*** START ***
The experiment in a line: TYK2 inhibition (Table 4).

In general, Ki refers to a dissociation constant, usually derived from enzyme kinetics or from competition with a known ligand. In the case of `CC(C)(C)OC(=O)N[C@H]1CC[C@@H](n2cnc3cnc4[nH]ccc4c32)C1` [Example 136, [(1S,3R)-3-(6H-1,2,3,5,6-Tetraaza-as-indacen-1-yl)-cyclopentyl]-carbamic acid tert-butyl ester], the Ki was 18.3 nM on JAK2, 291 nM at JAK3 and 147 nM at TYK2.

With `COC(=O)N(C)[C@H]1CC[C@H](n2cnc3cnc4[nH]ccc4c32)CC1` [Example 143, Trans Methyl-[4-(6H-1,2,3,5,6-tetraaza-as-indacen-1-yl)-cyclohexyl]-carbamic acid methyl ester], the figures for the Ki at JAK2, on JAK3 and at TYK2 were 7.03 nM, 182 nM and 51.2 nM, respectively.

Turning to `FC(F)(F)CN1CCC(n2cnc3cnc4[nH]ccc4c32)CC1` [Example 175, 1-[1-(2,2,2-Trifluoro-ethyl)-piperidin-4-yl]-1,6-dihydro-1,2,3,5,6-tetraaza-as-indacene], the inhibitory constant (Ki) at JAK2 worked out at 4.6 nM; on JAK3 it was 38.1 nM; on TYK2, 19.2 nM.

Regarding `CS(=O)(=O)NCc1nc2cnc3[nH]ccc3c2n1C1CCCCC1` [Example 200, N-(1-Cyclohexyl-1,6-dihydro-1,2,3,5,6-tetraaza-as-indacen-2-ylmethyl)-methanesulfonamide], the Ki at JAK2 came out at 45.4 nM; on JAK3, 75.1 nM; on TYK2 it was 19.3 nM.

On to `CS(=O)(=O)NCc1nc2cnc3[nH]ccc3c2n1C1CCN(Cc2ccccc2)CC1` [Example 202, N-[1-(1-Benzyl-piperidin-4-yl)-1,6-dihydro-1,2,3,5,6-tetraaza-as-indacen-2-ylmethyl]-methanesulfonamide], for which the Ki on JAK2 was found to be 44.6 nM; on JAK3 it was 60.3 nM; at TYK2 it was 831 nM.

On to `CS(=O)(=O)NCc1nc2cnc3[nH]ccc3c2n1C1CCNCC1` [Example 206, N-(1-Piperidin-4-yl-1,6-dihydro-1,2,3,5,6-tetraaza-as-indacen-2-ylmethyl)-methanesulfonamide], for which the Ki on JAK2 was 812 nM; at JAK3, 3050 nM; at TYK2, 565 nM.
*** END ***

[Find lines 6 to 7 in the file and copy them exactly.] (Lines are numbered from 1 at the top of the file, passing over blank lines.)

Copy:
On to `CS(=O)(=O)NCc1nc2cnc3[nH]ccc3c2n1C1CCN(Cc2ccccc2)CC1` [Example 202, N-[1-(1-Benzyl-piperidin-4-yl)-1,6-dihydro-1,2,3,5,6-tetraaza-as-indacen-2-ylmethyl]-methanesulfonamide], for which the Ki on JAK2 was found to be 44.6 nM; on JAK3 it was 60.3 nM; at TYK2 it was 831 nM.

On to `CS(=O)(=O)NCc1nc2cnc3[nH]ccc3c2n1C1CCNCC1` [Example 206, N-(1-Piperidin-4-yl-1,6-dihydro-1,2,3,5,6-tetraaza-as-indacen-2-ylmethyl)-methanesulfonamide], for which the Ki on JAK2 was 812 nM; at JAK3, 3050 nM; at TYK2, 565 nM.